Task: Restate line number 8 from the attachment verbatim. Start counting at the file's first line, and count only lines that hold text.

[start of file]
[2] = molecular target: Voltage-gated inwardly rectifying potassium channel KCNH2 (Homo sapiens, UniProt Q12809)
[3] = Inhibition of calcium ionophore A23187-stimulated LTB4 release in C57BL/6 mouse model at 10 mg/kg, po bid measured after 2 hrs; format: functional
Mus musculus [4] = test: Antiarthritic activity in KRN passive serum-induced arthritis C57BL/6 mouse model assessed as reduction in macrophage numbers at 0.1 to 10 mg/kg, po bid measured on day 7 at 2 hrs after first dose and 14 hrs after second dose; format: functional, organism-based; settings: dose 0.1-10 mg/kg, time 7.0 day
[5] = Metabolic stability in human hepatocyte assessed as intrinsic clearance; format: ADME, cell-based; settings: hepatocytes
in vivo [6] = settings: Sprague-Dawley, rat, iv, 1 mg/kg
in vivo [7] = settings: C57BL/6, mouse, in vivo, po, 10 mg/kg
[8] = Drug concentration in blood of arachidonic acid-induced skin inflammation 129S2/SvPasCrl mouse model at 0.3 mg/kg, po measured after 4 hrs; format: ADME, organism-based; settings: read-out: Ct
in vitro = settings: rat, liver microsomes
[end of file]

in vitro = settings: rat, liver microsomes